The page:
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Key Takeaways:

In this research we found analogy improves sponsorship fit, relative to other types of explanation. They help because analogies are perceived as creative. Also, short explanations of analogies seem to be equally effective as more detailed explanations.

For sport managers this means that short messages such as “The FedEx Air and Ground Players of the Year Awards” may be as effective as full press release in explaining a brand-property alignment.  Analogies are capable of concisely conveying a great deal of information. Because space and time are often severely limited in a sponsorship message, the use of analogy offers an efficient and creative method for concisely explaining how an incongruent brand is similar to a sports property.

Sport, Twitter Hashtags, and the Public Sphere: Curt Schilling Case Study

Instantly, the hashtag #CurtSchilling became a flashpoint for debate about the issue on Twitter. Thousands of users deployed the hashtag over the following 24 hours, either criticizing Schilling for his homophobia, or castigating ESPN for political correctness. Capturing 10,000 of those hashtags revealed fascinating findings.

By Dr. Brendan O’Hallarn (Old Dominion University)

“Twitter is Destroying America”

This stark headline greeted readers of current affairs and politics website The Week early in 2017, after a particularly ugly Presidential election campaign. The piece joined others with similarly bleak prognoses in The Atlantic and Medium as the popular social media site faced a rash of criticism over the prevalence of bad behaviors by its users.

For me, unabashed Twitter enthusiast, the critique represented a challenge. Can the enlightened, pro-democratic discourse Twitter promised during its hopeful early days

NASSM Blog Habermas
 Jürgen Habermas

as a vital organizing tool used by Arab Spring protesters still be realized? Can it still offer the potential to create dialogue akin to Jürgen Habermas’ public sphere?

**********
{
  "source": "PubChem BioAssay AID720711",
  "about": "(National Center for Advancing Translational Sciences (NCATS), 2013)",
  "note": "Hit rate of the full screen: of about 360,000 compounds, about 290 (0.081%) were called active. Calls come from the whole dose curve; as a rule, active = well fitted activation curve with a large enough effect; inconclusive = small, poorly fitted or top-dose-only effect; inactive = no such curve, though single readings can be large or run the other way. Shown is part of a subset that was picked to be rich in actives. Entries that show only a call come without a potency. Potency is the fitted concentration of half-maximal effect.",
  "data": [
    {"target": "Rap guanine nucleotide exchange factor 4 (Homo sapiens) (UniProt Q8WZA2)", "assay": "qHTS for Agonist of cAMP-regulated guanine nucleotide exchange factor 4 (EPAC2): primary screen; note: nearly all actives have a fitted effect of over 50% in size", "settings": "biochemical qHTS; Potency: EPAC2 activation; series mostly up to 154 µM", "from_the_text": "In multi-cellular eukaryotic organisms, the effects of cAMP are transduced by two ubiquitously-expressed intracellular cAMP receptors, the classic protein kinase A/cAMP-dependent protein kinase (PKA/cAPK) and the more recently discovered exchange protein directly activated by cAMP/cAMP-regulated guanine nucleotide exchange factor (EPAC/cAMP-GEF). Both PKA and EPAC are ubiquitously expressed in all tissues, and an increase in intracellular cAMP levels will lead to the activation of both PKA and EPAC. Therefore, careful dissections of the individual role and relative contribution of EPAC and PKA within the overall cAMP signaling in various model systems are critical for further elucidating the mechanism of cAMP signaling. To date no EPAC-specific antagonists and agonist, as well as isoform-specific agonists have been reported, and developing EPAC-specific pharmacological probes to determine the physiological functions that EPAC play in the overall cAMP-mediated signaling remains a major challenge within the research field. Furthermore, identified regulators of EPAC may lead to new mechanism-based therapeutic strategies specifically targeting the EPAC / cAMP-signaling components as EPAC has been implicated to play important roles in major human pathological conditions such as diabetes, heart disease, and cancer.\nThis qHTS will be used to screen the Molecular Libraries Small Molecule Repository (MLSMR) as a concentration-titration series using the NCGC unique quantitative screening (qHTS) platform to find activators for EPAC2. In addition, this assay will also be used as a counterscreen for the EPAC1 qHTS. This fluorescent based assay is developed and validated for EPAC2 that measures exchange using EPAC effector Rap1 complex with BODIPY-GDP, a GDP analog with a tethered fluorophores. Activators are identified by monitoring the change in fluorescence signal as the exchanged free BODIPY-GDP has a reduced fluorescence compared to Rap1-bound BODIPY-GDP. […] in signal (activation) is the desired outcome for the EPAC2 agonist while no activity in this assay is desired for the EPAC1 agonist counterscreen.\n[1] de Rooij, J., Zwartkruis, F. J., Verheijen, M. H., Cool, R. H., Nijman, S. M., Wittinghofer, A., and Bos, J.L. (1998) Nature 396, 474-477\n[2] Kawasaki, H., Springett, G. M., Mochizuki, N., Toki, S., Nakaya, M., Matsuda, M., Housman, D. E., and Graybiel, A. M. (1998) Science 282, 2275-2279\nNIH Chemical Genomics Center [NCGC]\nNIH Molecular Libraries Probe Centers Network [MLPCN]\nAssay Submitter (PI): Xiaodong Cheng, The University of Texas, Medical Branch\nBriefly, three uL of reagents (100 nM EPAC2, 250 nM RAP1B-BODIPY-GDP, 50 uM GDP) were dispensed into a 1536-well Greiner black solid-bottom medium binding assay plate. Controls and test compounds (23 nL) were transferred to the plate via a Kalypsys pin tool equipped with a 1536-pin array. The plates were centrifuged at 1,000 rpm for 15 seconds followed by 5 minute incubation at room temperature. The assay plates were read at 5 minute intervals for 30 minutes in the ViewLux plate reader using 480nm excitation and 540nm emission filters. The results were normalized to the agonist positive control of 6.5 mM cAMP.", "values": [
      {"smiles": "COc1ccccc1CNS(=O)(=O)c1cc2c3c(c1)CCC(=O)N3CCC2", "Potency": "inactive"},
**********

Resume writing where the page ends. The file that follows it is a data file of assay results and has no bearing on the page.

The passion and consumption pattern of sport fans, along with specific aspects of Twitter architecture—notably the nimble hashtag—could spur the type of online discourse that Habermas termed deliberative democracy. Of course, barriers exist to that construct, notably the limitation on the length of tweets and the Online Disinhibition Effect, the tendency for online interactions to turn angry and negative.

On April 20, 2016, a former World Series-winning pitcher decided to make his political views very public.

The Military Child Education Coalition 17th National Seminar
Curt Schilling

Schilling was fired after sharing a meme on his Facebook wall about HB2, the North Carolina law which prohibits transgender people from choosing which bathrooms to use. It featured a picture of a large man in ill-fitting women’s clothing and the caption: “Let him in! To the restroom with your daughter or else you are a narrow minded, judgmental, unloving, racist bigot who needs to die!!!” Schilling was swiftly fired by ESPN.

Clearly, two “teams” of Twitter users materialized—with pro-Schilling and pro-firing tweets appearing in abundance. Analyzing the conversation patterns demonstrated there was very little interaction between the “poles”—the two sides were almost exclusively talking past each other.

However, an online questionnaire given to users of #CurtSchilling in the time interval of the study revealed three interesting things: